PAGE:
It is usually said that the government being it debt is a bad thing. After all, no one likes being in debt and so as owners of our government we don’t want it to be in debt, do we? Well, yes, actually we do want our government to be in debt – as long as it is to our own people. It is debt to foreigners that is the problem. If the debt is internal then all that has happened is that those who have more cash have moved this cash to those who have less – with a payment of interest, naturally. Anyone who has a private pension, which should be most people, lends money to the government. In fact, it should be a duty of government to provide a safe place for people to place their savings. I repeat: it should be a duty of government. So the government being in debt to its own people in a properly run progressive capitalist system is a good thing and a natural thing.
This fact is seldom appreciated for according to orthodox economics (and indeed modern monetary reformers like Positive Money) the savings of normal citizens provide the source of investment for companies. You can read over and over in orthodox textbooks, of any persuasion, Keynesian, Smithian, Austrian, etc, the fallacy that savings equals investment. This nonsense is, like so much orthodox economics, theoretically flawed and empirically disproved. In reality, investment for industry comes from three sources; bank loans (which are created by the banks augmenting their balances sheets and nothing to do with any savings), government subsidies and, last and, least important, venture capitalists. This last group are gamers who can afford to lose the money they put up, that is to say, Dragons’ Den types. The normal savers cannot accept risk with their capital and do not ever invest in industry developments or startups.
They may hold shares but that is not investment in the real sense. Unfortunately the phrase ‘to invest money’ is used for ‘to place money’ as if there is no difference. When you buy a bond, by a share, buy a property, except in exception circumstance, your capital is reasonably safe. It may go up and down but you will not get wiped out. If the economy was properly run you would almost always gain, not lose. When a bank makes a loan, it may lose the whole lot and it can take the loss, thanks to the magic of fraction reserve, but let’s not go into that, I have covered it before. A venture capitalist likewise knows they may lose everything.
This distinction between investing and placing is essential but orthodox economics runs them both together and this allows them to adhere to the absurd fallacy that aggregate saving equals aggregate investment.
So let’s go back to the government. I envisage a government in debt to its own citizens and tax payers and this is desirable and natural. But what happens if still the government does not have enough money to pay its way, financing all the public services, etc. It cannot use the age old solution of seeking foreign debt. So what does it do? Go to the central bank? Certainly not. The central bank is not there for substantial loans to the government. It is not a commercial bank so does not make loans to anyone. It is just there to oil the works.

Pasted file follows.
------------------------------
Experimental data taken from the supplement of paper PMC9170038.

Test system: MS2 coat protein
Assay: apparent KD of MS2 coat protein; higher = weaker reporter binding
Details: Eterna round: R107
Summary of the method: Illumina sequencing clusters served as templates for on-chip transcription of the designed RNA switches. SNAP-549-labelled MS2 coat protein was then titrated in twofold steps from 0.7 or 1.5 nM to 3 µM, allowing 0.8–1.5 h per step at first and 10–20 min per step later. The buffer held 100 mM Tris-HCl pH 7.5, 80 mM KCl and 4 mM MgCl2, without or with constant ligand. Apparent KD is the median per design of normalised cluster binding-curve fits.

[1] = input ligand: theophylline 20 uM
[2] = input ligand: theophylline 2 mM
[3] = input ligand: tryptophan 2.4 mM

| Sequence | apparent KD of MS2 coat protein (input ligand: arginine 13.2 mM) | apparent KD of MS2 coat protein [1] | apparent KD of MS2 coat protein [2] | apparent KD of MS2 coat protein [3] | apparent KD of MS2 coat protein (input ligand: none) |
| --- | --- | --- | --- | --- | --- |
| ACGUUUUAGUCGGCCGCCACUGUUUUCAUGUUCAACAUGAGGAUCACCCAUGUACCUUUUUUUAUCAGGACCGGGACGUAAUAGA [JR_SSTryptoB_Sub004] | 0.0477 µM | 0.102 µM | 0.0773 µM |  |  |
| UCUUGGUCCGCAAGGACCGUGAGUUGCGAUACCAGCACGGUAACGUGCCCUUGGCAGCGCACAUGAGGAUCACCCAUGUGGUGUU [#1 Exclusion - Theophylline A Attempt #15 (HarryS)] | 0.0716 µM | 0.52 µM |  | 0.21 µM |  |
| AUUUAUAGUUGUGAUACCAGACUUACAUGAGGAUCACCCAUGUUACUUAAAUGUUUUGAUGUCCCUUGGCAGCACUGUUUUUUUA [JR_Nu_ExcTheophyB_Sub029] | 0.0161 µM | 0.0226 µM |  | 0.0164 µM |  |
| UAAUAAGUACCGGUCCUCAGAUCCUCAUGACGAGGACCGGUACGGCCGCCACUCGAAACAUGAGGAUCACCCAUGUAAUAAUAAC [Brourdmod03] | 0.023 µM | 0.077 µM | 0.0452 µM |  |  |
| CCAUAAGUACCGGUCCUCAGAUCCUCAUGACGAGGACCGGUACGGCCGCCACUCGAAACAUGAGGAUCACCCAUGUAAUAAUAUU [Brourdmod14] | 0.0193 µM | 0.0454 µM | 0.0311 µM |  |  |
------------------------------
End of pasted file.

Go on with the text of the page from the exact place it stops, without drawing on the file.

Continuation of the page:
The solution to this situation for the government is in creating ‘sovereign money’. Positive Money advocates ‘sovereign money’ but their idea of sovereign money is exactly the same as people’s QE as they make abundantly clear. But ‘sovereign money’ is not an appropriate term for QE. Sovereign money is created by the sovereign. In the old day this meant created by the monarch. Today it means created by a sovereign government which we assume is democratic to a reasonable degree. To create sovereign money the government has no recourse to any external body like the central bank. The government treasury simple adds the money to the asset side of its balance sheet and proceeds to spend it. No debt has been created. The people will benefit from the spending. It seems like free money.
Well, it is free in a way, but it is not as simple as that. If too much money is created then asset prices will inflate, with the problems of inequality that that induces, and so society will suffer. As I have been at pains to point out, the extra money will have no effect on consumer retail prices and may actually decrease them due to more competition and economies of scale. There are also consequences for the currency international exchange rate which we will not go into here.
How do we ensure that not too much sovereign money is created? We will need a government agency that will monitor just one indicator. As I said before, this idea of these independent committees or wise heads that take a view on things (like the monetary policy committee of today) cannot work. It will never be independent and it stands very little chance of being wise. But monitoring just one indicator is feasible.
This one indicator is asset values. In a strong healthy economy there will inevitably be asset price rises and this is only good and right. The problem is when those rises are due uniquely to an increase in money supply as has been the case in Britain, the USA, and other places since the 1980s and before. This increase in money has come from private banks who have been deregulated and so that needs to be sorted out to return the situation to sanity for any other reform to work. With that carried out (and I have written elsewhere how it should be) and if no or little sovereign money is being created but asset prices still rise you can be certain that the asset price rises are due to benign factors. In this way you can monitor and adjust the amount of sovereign money created. On the other hand, if you increase sovereign money and there is no observable increase in asset prices you know the money was needed and will do good not harm.
To recap, these are the reforms we need
There are many other economic reforms that | propose that, hand in hand with changes to monetary policy I have described, would make Britain a leader in the world again. But nevertheless the above proposals could be carried out in isolation to great benefit to the nation.
And they would work.